Problem: Given a sequence of streets (connecting given intersections), write a program that determines the minimal cost tour that traverses every street at least once. The tour must begin and end at the same intersection.
The input is a set of edges and their corresponding weights (costs). There will be at most two intersections with odd degree. All other intersections will have even degree, i.e., an even number of streets meeting at that intersection. Also, you can assume that the graph is a simple (no multiedges) connected graph. [Source]
Category: graph theory, Eulerian path, shortest paths
Discussion: Pretty simple if you know basic graph theory. A nice problem, though. The problem specifies that there are at most two intersections with odd degree. Now, a connected graph cannot have an odd number of vertices with odd degree. This follows from the Handshaking Lemma which states that the total degree in a graph is even. As a result, there cannot be a single intersection with odd degree. Only two cases arise:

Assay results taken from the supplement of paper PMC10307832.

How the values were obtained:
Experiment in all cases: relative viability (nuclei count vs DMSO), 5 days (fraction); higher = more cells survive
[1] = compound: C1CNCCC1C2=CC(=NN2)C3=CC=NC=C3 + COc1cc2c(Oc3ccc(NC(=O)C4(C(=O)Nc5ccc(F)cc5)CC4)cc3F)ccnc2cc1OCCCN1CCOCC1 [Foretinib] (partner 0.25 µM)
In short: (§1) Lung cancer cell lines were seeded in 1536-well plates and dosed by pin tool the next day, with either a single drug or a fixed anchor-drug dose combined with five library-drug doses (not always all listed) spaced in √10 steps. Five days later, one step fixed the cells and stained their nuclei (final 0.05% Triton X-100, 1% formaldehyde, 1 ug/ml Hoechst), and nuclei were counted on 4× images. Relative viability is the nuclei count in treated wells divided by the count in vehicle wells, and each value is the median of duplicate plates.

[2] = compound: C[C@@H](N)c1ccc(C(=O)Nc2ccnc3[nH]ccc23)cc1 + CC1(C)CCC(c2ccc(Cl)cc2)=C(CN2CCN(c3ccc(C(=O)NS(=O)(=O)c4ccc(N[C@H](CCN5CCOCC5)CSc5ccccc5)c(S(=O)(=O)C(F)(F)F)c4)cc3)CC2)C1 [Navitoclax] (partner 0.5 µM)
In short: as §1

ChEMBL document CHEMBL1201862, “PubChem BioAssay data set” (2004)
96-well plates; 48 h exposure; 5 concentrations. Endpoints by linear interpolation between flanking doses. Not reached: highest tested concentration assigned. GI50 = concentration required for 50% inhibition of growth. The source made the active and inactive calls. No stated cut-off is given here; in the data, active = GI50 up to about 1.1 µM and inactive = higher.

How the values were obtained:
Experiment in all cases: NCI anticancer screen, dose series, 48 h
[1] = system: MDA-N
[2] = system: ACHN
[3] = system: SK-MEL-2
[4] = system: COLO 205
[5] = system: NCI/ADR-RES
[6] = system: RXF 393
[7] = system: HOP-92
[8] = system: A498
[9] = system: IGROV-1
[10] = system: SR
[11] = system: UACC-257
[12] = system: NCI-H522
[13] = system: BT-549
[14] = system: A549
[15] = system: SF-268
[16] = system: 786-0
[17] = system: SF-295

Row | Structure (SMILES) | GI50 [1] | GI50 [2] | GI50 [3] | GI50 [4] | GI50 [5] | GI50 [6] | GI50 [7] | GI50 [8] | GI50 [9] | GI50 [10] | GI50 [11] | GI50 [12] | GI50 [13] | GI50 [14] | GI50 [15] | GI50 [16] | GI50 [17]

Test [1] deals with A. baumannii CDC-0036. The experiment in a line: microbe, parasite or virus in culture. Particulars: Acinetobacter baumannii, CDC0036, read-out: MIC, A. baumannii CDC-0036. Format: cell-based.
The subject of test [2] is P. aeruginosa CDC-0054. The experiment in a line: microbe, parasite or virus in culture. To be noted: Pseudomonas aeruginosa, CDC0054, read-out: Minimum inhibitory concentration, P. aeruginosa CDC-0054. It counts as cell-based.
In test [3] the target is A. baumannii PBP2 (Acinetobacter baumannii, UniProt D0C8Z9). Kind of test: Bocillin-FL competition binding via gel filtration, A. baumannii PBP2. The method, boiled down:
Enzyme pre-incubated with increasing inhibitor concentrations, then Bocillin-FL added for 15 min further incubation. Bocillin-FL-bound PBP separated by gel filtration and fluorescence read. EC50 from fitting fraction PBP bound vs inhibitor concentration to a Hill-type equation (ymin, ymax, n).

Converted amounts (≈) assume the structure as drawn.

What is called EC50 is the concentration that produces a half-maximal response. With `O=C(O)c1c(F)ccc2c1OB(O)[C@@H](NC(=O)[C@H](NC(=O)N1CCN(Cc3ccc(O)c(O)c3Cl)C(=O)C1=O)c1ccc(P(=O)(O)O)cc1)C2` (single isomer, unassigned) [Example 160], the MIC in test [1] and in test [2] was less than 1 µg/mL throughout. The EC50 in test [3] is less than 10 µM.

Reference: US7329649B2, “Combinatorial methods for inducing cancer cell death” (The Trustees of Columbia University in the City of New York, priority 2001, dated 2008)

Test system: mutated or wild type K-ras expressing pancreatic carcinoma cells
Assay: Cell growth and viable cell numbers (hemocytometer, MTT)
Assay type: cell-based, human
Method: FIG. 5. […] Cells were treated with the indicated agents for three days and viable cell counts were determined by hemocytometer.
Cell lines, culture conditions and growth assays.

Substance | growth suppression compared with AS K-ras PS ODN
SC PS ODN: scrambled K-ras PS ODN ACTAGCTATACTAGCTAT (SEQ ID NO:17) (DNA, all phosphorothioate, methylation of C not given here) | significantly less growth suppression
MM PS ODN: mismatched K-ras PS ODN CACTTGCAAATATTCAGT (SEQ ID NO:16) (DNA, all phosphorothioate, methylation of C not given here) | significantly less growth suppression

- There are no nodes with odd degree. If all nodes in a graph have an even degree, the graph has an Eulerian circuit. So, the minimal cost tour is simply the sum of all edge weights.
- There are two nodes with odd degree. This implies the existence of an Eulerian path that starts at one of the odd degree nodes and ends at the other odd degree node. Since we need to return to the starting point, we need to consider the cost of the return path from end to start along with the cost of the Eulerian path. Thus, the problem now reduces to finding the shortest path between the two odd degree nodes! Thus, cost(minimal tour) = cost(Eulerian path from ‘start’ to ‘end’) + cost(shortest path between ‘start’ and ‘end’)
You can draw a few graphs to realise that this is true. It can be proved as well.